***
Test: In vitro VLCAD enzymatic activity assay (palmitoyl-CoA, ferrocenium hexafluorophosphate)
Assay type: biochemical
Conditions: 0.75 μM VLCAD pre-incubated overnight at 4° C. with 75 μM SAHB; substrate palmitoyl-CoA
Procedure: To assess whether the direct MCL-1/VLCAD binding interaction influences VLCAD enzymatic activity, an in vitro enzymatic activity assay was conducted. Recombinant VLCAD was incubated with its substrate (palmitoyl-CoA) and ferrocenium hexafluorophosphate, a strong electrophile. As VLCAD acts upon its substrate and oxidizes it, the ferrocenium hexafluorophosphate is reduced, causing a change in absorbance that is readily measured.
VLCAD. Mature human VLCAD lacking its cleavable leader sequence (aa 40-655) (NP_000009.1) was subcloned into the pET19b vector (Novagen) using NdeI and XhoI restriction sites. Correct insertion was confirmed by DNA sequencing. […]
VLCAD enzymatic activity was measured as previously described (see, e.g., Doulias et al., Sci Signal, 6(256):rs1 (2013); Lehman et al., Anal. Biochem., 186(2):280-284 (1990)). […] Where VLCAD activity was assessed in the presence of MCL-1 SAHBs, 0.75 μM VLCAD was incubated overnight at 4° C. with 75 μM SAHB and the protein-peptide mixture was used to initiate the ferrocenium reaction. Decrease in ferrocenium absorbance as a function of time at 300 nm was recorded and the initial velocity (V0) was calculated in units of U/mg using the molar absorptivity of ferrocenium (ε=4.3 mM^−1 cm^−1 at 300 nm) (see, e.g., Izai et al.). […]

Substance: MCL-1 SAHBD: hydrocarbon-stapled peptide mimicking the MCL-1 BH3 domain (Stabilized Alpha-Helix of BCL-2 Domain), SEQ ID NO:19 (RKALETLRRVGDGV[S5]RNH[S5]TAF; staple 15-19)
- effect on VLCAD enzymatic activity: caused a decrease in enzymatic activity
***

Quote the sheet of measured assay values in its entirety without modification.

Test: In vitro VLCAD enzymatic activity assay (palmitoyl-CoA, ferrocenium hexafluorophosphate)
Assay type: biochemical
Conditions: 0.75 μM VLCAD pre-incubated overnight at 4° C. with 75 μM SAHB; substrate palmitoyl-CoA
Procedure: To assess whether the direct MCL-1/VLCAD binding interaction influences VLCAD enzymatic activity, an in vitro enzymatic activity assay was conducted. Recombinant VLCAD was incubated with its substrate (palmitoyl-CoA) and ferrocenium hexafluorophosphate, a strong electrophile. As VLCAD acts upon its substrate and oxidizes it, the ferrocenium hexafluorophosphate is reduced, causing a change in absorbance that is readily measured.
VLCAD. Mature human VLCAD lacking its cleavable leader sequence (aa 40-655) (NP_000009.1) was subcloned into the pET19b vector (Novagen) using NdeI and XhoI restriction sites. Correct insertion was confirmed by DNA sequencing. […]
VLCAD enzymatic activity was measured as previously described (see, e.g., Doulias et al., Sci Signal, 6(256):rs1 (2013); Lehman et al., Anal. Biochem., 186(2):280-284 (1990)). […] Where VLCAD activity was assessed in the presence of MCL-1 SAHBs, 0.75 μM VLCAD was incubated overnight at 4° C. with 75 μM SAHB and the protein-peptide mixture was used to initiate the ferrocenium reaction. Decrease in ferrocenium absorbance as a function of time at 300 nm was recorded and the initial velocity (V0) was calculated in units of U/mg using the molar absorptivity of ferrocenium (ε=4.3 mM^−1 cm^−1 at 300 nm) (see, e.g., Izai et al.). […]

Substance: MCL-1 SAHBD: hydrocarbon-stapled peptide mimicking the MCL-1 BH3 domain (Stabilized Alpha-Helix of BCL-2 Domain), SEQ ID NO:19 (RKALETLRRVGDGV[S5]RNH[S5]TAF; staple 15-19)
- effect on VLCAD enzymatic activity: caused a decrease in enzymatic activity